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What is the bycatch of vulnerable species and why do we care?

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Bycatch of an endangered sandbar shark (Carcharhinus plumbeus) in nets (Marios Parageorgiou, Enalia Physis Environmental Research Centre)

By Marios Papageorgiou

A recent incident with a Bluntnose sixgill shark (Hexanchus griseus), that was incidentally caught on a tourist fishing vessel in Larnaca, received lots of attention from the media and press in Cyprus. Considering the fuss that followed, we think that it is important to provide information regarding the issue of bycatch of vulnerable species and why it is important to protect those species, in an attempt to raise awareness among the public. The incident was first recorded and published by Enalia Physis Environmental Research Centre and details are available here.

 

Defining bycatch of vulnerable species

Bycatch is a term widely used to describe the incidental and unintentional capture of vulnerable species in fishing operations. With the term vulnerable species we refer to the species that lie within several taxonomic groups, including sea turtles, dolphins, whales, seals, seabirds, sharks and rays. The bycatch of vulnerable species is a key conservation issue in the Mediterranean Sea, but is also considered a significant threat to the profitability and sustainability of fisheries. Despite the fact that bycatch threatens the population of several species including the green turtle and the Mediterranean monk seal, little has been done to date to eliminate this problem. Understanding and quantifying the bycatch of vulnerable species and adopting effective mitigation measures are essential steps towards the reduction of incidental captures of such species and the conservation of marine ecosystems at large, thus ensuring the sustainability of the fisheries sector.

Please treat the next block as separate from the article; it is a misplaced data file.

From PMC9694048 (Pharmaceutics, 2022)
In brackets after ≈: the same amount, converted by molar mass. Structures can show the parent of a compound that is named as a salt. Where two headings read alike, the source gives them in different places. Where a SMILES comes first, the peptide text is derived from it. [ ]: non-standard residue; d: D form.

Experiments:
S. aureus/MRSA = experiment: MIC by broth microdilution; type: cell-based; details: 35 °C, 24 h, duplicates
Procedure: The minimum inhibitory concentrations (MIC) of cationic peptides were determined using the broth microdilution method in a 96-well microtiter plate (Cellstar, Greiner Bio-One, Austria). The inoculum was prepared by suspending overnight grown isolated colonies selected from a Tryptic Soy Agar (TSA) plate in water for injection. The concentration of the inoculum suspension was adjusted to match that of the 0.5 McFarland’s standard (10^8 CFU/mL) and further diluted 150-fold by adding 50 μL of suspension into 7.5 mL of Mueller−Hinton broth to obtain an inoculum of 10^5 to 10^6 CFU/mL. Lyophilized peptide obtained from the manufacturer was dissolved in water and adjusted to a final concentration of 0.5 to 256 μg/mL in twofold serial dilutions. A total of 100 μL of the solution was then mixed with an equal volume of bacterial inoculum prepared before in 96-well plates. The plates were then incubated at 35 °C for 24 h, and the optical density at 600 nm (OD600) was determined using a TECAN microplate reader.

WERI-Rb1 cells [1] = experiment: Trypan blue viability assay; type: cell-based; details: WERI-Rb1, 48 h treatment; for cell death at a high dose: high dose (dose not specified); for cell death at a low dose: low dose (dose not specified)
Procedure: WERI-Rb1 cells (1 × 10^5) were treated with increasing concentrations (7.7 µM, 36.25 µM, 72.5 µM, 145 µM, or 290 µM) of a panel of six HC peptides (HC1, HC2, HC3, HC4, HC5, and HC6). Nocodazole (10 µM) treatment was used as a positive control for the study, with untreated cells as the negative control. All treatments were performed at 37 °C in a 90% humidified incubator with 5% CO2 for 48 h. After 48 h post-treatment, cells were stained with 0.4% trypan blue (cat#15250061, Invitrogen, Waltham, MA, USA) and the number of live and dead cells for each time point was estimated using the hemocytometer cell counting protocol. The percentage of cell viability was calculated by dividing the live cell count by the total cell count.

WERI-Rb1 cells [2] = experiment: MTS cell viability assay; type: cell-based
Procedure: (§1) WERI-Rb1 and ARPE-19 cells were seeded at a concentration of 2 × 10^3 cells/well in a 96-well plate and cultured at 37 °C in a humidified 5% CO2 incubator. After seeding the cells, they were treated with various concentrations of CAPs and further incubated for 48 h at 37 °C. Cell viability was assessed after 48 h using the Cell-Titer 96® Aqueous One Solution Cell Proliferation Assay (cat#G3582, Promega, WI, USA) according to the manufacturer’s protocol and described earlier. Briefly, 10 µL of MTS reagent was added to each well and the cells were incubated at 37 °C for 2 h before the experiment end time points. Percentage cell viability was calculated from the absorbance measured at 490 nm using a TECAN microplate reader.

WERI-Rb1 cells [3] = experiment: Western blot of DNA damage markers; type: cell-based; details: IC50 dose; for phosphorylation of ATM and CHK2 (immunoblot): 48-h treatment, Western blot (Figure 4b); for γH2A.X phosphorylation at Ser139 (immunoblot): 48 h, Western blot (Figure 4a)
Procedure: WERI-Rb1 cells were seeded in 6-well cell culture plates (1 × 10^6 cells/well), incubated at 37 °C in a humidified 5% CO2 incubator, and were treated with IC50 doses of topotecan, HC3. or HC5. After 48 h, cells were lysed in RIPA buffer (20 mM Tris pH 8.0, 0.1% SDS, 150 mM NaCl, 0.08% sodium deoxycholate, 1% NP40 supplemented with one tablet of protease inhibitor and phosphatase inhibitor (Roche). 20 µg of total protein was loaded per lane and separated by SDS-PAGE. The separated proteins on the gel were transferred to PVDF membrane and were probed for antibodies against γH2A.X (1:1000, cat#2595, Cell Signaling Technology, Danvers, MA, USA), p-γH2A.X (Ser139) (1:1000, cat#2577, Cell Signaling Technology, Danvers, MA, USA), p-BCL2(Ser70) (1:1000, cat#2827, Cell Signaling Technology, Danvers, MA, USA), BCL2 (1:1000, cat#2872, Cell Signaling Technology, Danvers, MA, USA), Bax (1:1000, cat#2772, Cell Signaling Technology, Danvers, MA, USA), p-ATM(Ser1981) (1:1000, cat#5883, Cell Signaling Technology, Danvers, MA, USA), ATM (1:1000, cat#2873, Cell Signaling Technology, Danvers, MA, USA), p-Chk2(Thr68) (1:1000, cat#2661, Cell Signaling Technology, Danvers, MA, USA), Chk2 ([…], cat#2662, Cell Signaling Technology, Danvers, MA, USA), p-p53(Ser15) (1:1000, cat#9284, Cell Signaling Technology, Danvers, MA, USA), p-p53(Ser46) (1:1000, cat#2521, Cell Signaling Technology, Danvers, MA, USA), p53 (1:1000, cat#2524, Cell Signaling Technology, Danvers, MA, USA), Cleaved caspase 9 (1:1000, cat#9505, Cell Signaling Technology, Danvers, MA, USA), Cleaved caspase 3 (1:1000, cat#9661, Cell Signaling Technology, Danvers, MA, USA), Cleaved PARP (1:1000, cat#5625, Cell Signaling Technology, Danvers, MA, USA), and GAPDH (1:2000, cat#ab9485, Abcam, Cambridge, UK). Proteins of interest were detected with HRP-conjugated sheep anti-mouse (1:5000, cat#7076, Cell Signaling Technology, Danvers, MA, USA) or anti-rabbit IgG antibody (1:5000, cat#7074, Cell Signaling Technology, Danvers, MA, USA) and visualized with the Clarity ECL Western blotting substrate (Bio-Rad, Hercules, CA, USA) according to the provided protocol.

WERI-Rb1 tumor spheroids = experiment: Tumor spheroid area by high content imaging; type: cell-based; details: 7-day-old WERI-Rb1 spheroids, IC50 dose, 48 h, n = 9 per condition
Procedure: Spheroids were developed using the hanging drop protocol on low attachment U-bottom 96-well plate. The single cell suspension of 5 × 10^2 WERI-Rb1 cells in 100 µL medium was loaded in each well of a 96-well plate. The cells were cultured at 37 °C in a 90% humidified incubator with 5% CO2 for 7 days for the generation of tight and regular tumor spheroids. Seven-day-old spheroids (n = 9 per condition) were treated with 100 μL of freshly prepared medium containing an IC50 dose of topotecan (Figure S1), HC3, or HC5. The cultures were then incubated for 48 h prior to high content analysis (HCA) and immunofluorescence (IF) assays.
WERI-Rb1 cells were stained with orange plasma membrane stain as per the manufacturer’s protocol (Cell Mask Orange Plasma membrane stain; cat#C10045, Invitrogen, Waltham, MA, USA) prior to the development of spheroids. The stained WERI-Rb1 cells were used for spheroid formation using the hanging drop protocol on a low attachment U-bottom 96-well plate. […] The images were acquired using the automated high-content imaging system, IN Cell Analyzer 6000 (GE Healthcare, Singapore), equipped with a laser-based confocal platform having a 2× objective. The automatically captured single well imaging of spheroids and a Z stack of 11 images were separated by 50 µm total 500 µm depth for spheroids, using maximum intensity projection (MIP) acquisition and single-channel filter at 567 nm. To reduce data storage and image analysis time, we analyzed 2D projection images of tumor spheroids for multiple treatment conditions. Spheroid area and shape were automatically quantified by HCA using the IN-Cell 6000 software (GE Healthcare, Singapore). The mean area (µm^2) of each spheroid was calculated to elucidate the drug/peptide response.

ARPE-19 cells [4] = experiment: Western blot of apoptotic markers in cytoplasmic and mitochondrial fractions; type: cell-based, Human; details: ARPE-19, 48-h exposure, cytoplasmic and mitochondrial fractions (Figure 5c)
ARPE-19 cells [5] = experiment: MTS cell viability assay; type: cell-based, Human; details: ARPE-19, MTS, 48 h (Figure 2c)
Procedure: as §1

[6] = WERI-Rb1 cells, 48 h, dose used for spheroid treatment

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Bycatch of a vulnerable loggerhead turtle (Carreta carreta) in nets (Marios Parageorgiou, Enalia Physis Environmental Research Centre)

It is still difficult and extremely challenging today, to develop and implement solutions for the prevention of bycatch as detailed information on the issue is lacking. In some parts of the world, solutions to reduce the bycatch of certain species have been successfully implemented, however, very little research has been conducted to determine if those species-targeted solutions, can be beneficial across different taxonomic groups. Moreover, in the Mediterranean Sea only limited work has been done on bycatch reduction solutions and only for specific groups (ie turtles and seals). In order to change the management of fisheries regarding the reduction of bycatch of vulnerable species, it is necessary to understand the fishing operations and fishing gear in detail and test mitigation measures in collaboration with the fishing industry. Whilst for Cyprus knowledge on fishing operations is relatively high and bycatch solutions are implemented for some groups, for other groups very little is known.